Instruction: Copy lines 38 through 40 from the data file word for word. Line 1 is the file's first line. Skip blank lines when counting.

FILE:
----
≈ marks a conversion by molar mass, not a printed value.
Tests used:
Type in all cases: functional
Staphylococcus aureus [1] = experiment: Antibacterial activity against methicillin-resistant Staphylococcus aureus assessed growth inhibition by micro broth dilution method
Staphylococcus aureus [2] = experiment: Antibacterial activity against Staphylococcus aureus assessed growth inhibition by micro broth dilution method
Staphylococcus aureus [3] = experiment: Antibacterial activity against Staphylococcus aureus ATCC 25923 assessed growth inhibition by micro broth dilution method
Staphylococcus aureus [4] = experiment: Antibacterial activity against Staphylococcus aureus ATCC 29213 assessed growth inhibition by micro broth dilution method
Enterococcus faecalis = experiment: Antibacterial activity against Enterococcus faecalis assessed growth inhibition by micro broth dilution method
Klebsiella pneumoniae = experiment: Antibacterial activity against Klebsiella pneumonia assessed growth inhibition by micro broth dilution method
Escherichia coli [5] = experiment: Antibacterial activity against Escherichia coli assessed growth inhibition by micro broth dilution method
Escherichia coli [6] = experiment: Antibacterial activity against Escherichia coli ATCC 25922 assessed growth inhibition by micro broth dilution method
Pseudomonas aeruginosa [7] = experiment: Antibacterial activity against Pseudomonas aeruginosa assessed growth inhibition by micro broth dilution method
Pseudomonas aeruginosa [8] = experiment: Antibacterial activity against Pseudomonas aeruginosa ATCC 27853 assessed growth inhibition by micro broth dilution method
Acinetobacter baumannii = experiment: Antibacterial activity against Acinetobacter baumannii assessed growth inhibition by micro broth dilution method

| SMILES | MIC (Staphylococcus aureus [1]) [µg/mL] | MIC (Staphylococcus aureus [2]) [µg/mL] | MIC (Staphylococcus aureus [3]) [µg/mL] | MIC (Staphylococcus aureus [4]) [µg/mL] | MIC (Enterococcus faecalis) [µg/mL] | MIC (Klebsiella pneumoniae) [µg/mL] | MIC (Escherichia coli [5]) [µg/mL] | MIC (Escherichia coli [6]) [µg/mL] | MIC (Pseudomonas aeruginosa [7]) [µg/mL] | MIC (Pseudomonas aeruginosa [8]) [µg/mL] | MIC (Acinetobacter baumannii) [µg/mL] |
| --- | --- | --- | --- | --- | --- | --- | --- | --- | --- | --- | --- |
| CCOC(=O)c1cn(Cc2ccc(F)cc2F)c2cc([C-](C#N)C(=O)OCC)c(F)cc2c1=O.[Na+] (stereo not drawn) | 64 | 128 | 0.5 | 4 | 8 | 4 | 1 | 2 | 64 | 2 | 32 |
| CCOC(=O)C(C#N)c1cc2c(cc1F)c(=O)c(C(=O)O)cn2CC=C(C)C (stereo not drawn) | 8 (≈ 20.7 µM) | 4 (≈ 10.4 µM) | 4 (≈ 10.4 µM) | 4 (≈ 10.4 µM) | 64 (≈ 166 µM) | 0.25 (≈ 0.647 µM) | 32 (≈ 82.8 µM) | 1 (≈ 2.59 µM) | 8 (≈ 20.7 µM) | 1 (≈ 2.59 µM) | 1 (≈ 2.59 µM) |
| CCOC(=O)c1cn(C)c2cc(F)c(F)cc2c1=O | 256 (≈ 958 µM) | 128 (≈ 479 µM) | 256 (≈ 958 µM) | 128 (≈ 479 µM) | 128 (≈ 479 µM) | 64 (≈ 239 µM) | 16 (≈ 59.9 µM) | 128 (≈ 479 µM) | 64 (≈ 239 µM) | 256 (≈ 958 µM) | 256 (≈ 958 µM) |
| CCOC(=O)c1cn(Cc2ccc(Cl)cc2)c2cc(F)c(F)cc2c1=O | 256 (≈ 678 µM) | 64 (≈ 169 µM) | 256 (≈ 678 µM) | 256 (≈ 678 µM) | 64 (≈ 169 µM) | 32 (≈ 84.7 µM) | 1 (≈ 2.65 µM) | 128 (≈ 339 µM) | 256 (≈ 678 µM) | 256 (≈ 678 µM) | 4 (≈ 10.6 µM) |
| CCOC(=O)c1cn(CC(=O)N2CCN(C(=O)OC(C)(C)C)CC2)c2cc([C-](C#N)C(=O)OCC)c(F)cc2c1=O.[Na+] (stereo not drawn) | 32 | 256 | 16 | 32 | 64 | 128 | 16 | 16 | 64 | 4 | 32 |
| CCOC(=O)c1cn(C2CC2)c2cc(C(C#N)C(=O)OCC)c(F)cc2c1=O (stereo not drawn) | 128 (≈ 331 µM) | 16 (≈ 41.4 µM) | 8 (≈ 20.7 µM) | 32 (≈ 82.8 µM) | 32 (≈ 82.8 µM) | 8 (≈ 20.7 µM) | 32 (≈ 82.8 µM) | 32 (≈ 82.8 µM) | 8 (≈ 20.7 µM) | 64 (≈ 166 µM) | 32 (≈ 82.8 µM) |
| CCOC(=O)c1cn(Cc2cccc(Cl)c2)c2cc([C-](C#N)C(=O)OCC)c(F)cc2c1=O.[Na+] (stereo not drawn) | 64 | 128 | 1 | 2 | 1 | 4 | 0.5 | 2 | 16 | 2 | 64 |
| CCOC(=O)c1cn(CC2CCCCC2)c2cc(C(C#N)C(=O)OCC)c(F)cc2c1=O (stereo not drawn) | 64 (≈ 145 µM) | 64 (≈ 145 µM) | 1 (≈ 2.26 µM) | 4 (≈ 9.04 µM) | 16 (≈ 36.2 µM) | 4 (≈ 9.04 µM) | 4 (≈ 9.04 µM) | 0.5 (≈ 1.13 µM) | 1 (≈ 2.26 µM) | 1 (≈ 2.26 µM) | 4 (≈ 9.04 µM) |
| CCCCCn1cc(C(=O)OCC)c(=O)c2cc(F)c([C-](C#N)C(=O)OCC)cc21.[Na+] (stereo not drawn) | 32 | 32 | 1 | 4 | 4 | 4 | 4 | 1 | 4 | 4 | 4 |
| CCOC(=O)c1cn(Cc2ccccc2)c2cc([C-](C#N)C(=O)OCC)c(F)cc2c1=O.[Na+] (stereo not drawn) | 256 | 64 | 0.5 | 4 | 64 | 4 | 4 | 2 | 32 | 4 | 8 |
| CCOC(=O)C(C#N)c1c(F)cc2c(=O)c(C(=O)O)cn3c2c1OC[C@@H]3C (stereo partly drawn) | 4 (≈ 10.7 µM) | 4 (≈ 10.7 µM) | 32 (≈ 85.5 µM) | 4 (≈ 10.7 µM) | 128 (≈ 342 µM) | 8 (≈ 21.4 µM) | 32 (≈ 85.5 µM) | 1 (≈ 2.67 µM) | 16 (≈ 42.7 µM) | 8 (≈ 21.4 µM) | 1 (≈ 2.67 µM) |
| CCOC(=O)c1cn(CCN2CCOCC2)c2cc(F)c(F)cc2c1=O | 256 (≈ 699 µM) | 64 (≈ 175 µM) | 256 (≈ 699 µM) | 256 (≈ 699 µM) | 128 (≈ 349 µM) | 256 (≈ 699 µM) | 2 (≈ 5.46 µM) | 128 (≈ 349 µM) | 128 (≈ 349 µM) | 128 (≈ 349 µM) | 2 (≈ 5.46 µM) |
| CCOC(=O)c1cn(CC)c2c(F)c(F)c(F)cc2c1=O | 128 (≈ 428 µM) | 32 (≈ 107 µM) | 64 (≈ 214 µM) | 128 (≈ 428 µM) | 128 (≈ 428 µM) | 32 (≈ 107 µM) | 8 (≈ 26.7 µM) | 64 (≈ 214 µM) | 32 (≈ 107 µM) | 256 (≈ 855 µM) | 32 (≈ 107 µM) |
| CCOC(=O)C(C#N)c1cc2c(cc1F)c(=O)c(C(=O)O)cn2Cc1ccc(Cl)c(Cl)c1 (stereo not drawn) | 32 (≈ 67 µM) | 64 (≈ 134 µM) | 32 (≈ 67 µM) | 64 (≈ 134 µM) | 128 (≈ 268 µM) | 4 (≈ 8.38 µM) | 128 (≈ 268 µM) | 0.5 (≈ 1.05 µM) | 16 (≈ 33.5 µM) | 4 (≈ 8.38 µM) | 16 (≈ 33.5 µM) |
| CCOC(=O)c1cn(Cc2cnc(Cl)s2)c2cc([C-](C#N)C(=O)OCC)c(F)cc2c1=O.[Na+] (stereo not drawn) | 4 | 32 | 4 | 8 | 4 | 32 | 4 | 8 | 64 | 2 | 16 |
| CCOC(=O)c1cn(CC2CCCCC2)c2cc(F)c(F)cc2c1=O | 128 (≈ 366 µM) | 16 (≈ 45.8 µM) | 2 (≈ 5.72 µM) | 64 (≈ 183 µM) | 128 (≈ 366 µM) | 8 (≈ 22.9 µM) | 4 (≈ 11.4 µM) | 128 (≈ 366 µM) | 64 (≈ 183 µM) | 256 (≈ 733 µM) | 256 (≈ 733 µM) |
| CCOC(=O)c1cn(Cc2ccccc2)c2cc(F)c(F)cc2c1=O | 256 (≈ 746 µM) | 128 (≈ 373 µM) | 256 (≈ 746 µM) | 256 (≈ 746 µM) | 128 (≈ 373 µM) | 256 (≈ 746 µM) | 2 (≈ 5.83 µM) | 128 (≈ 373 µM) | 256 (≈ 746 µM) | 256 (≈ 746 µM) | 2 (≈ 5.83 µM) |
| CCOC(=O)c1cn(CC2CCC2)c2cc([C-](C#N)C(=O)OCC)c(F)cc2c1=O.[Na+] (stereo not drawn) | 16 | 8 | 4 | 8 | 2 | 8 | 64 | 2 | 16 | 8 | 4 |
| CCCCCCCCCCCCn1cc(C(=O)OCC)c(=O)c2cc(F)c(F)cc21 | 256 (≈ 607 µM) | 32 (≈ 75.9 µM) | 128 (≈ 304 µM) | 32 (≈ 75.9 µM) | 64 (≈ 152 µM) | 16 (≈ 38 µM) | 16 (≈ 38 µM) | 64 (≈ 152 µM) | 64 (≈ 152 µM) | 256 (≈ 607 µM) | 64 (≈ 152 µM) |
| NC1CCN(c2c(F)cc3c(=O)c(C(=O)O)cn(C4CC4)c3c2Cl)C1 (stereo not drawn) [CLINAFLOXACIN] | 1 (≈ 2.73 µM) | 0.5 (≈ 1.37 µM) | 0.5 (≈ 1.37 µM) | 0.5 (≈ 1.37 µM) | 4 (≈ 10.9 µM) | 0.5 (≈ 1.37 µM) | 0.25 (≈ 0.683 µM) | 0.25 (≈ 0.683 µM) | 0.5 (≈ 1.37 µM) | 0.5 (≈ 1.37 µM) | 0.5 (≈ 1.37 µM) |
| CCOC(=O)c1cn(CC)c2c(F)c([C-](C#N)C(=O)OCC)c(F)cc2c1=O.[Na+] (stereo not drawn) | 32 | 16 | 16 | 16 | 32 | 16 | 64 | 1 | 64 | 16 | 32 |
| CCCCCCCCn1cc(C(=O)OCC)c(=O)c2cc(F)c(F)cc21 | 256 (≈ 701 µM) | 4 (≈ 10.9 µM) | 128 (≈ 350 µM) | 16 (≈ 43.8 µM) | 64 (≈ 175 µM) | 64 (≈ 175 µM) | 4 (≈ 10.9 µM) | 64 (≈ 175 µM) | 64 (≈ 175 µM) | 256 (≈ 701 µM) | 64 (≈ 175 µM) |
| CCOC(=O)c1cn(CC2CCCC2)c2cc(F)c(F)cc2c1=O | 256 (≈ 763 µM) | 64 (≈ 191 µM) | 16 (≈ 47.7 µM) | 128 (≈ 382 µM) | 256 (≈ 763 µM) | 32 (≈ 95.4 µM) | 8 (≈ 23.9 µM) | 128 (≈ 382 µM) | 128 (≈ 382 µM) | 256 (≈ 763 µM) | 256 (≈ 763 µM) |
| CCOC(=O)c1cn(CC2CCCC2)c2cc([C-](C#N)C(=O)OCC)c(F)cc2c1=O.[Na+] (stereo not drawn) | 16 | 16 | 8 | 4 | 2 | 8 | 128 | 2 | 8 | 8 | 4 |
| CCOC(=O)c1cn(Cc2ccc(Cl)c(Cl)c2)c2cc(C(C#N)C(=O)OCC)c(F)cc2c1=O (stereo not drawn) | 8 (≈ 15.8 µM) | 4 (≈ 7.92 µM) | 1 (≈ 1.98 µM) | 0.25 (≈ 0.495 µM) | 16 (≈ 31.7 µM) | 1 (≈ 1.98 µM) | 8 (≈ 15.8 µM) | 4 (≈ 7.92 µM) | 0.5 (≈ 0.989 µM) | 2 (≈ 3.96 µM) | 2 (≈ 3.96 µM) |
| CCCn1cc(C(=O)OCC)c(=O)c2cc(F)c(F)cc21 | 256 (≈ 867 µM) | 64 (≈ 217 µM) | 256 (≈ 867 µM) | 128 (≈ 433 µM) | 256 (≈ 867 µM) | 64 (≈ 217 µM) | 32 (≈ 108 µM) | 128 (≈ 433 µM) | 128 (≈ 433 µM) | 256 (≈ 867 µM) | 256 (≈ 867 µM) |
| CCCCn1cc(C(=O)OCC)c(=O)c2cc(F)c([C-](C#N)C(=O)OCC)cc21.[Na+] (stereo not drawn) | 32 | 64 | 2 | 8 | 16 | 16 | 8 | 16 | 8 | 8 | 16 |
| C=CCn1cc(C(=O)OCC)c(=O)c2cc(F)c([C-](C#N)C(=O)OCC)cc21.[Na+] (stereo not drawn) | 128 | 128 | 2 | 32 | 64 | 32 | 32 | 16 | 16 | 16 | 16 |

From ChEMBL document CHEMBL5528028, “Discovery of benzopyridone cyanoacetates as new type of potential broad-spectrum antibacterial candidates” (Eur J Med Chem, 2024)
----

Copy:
| CCCCCCCCn1cc(C(=O)OCC)c(=O)c2cc(F)c(F)cc21 | 256 (≈ 701 µM) | 4 (≈ 10.9 µM) | 128 (≈ 350 µM) | 16 (≈ 43.8 µM) | 64 (≈ 175 µM) | 64 (≈ 175 µM) | 4 (≈ 10.9 µM) | 64 (≈ 175 µM) | 64 (≈ 175 µM) | 256 (≈ 701 µM) | 64 (≈ 175 µM) |
| CCOC(=O)c1cn(CC2CCCC2)c2cc(F)c(F)cc2c1=O | 256 (≈ 763 µM) | 64 (≈ 191 µM) | 16 (≈ 47.7 µM) | 128 (≈ 382 µM) | 256 (≈ 763 µM) | 32 (≈ 95.4 µM) | 8 (≈ 23.9 µM) | 128 (≈ 382 µM) | 128 (≈ 382 µM) | 256 (≈ 763 µM) | 256 (≈ 763 µM) |
| CCOC(=O)c1cn(CC2CCCC2)c2cc([C-](C#N)C(=O)OCC)c(F)cc2c1=O.[Na+] (stereo not drawn) | 16 | 16 | 8 | 4 | 2 | 8 | 128 | 2 | 8 | 8 | 4 |